Friday, April 27, 2007

Tampa Pirate Takes on the Scurvy Dogs at DOJ

Tampa skyline
Last month I urged Gates of Vienna operatives to go to Kansas City to attend “First Freedom”, the initial event in a series of Department of Justice seminars on religion freedom. Signals traffic from CAIR, ISNA, and similar organizations indicated an inordinate amount of interest in these seminars by people who, shall we say, may not have America’s best interests at heart.

Our suspicion was that CAIR etc. wanted to pack the events with their own people and thus attempt to further entrench the hate-speech-averse, anti-profiling, and anti-”Islamophobic” culture in the federal bureaucracy.

Fortunately for us, Vigilant Freedom had an operative in place at the second seminar, which took place in Tampa two days ago. Here are some excerpts from the report by Tampa Pirate:

The DOJ held a Religious Freedom Seminar today here in Tampa and I was lucky to be able to attend. It was also attended by lawyers, pastors, concerned citizens, CAIR-FL and a representative from the Islamic Society of Tampa. The topics discussed were:

  • Religious Discrimination in Education
  • Religious Discrimination in Employment
  • Religious Discrimination of Institutionalized Persons
  • Religious Discrimination in Land Use, Housing and Equal Credit Opportunity
  • Criminal Statutes Protecting Individuals From Religious Hate Crimes and Interference With Religious Exercise.
  • Reporting of Hate Crimes

Tampa Pirate then goes on to give an account of the speakers, and the subsequent question and answer section of the seminar.
- - - - - - - - - -
After the Q&A and a short break we started the last two sections. The presenter was Mark Kappelhoff, Chief Criminal Section USDOJ Civil Rights Division, who has dealt with some very difficult cases of civil rights violations. However during the presentation he cited a few cases of civil rights violations and those were white skinhead on Jew and whites on Muslims. He also spent a lot of time discussing the sensitivity in the DOJ to Muslims and retaliation against Muslims post 9/11.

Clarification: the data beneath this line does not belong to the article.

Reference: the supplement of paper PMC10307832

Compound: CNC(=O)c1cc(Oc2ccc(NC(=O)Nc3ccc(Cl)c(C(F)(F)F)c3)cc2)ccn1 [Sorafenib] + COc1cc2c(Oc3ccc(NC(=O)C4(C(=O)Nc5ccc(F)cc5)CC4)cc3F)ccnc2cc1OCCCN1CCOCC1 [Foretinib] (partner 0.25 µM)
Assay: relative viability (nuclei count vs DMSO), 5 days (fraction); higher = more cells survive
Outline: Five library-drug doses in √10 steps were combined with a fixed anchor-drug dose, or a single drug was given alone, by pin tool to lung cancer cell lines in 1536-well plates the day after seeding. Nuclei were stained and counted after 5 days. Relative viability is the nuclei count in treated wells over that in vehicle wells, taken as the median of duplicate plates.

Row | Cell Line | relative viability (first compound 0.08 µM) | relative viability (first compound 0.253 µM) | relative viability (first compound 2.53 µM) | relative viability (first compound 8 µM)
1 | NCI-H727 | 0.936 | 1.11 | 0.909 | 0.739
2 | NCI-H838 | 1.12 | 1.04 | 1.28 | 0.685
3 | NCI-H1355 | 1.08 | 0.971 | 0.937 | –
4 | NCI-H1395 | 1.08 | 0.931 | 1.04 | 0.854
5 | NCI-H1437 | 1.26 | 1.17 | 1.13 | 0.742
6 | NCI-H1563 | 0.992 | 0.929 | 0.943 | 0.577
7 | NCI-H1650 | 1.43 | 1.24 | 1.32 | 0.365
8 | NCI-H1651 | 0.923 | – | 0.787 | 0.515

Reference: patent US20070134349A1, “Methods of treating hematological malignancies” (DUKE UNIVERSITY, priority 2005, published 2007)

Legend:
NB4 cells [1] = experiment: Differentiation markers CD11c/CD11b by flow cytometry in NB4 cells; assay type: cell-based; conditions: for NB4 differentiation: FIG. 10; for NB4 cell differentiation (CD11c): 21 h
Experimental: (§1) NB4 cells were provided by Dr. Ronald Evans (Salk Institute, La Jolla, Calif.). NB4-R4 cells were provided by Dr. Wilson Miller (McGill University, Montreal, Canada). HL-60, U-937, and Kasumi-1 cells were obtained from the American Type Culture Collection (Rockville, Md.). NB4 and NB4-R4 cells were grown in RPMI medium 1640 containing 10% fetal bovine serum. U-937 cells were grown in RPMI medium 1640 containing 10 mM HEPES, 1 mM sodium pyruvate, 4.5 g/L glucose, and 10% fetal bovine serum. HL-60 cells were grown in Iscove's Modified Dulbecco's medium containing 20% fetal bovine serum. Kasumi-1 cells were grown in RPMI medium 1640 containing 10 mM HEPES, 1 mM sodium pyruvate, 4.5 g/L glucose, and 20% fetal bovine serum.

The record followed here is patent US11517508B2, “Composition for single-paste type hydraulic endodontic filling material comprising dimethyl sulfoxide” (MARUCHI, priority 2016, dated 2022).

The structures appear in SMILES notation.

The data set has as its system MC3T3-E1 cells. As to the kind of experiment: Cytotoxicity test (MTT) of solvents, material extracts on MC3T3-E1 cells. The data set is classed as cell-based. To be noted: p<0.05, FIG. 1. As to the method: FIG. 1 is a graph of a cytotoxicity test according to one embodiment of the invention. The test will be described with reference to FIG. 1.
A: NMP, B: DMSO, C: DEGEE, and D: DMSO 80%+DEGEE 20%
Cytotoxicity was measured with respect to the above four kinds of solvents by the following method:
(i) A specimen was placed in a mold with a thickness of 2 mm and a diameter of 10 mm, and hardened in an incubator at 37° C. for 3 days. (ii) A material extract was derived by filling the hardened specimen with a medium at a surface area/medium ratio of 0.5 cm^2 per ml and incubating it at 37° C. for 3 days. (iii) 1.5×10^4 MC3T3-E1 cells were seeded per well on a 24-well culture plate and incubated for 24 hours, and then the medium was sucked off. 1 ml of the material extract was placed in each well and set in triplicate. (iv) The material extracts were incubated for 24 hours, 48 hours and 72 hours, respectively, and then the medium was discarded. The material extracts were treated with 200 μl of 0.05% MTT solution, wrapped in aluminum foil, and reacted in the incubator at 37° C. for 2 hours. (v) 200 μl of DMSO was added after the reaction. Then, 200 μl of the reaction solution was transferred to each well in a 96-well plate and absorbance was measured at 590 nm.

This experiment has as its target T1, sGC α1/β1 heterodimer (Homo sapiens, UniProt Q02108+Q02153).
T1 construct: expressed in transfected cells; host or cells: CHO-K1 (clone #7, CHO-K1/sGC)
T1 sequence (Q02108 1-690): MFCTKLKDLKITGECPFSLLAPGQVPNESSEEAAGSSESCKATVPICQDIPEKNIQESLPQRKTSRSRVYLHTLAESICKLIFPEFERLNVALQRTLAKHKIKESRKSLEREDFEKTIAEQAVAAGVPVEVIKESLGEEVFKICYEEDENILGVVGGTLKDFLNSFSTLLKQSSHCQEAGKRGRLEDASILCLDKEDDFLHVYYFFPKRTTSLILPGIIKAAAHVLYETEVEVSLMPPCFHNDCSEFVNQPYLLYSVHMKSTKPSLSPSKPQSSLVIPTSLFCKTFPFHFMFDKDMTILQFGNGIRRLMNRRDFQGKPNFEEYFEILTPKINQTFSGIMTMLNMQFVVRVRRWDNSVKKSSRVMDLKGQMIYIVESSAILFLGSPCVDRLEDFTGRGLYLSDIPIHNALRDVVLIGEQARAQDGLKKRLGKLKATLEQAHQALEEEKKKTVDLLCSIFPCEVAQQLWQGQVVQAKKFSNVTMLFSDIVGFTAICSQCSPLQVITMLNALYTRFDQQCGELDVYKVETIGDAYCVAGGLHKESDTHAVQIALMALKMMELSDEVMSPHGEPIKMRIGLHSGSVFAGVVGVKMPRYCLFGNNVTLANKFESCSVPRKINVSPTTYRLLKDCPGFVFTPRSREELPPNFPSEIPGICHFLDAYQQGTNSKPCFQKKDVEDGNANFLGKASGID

During the Q&A after the final two sections I pointed out to Mr. Kapplehoff that since 9/11, 31 non-Muslims have been killed and 25 injured by Muslims on U.S. soil. The victims were mainly Christians and a couple of Jews and they were killed by Muslim snipers primarily yet none of these cases gets any media attention with the exception of the Virginia sniper attacks. I sighted numerous cases, and pointed out that many times crimes against white Christians are not viewed as hate crimes. He confirmed that hate crimes can be committed against any race and any religion.

Mr. [Ahmed] Bedier [the Communication Director for CAIR] brought up the problem with hate crimes against Muslims and inflammatory comments against Muslims and Islam, and what can be done about them. Mr. Kapplehoff replied that hate crimes are viewed as serious to the DOJ, but that statements made may be offensive to some, but do not constitute hate crimes. A few minutes later Mr. Kilic asked a follow up question concerning hate speech, and he spoke about local area blogs and in particular Right-Wing Howler’s site that was shutdown after CAIR went after HostGator because of a tongue-in-cheek comment that was a repost made on the site…

Mr. Kapplehoff explained that he was familiar with the case, and this does not fall under hate speech or hate crimes statutes. In order for a comment to be defined as hate speech it has to

pass the following litmus test:

A) The threat has to be directed at an individual or a corporation, and must be truly ominous in nature.
B) It has to be a true threat, not just a veiled threat.

He gave as an example of a real crime as this, “If someone sent an e-mail stating they were heading to that person’s house to kill them.”

He also went on to say that discourse is what makes the U.S. the greatest country on Earth and it is part of our fabric. He also said that he has no intention to become the “thought police.”

[…]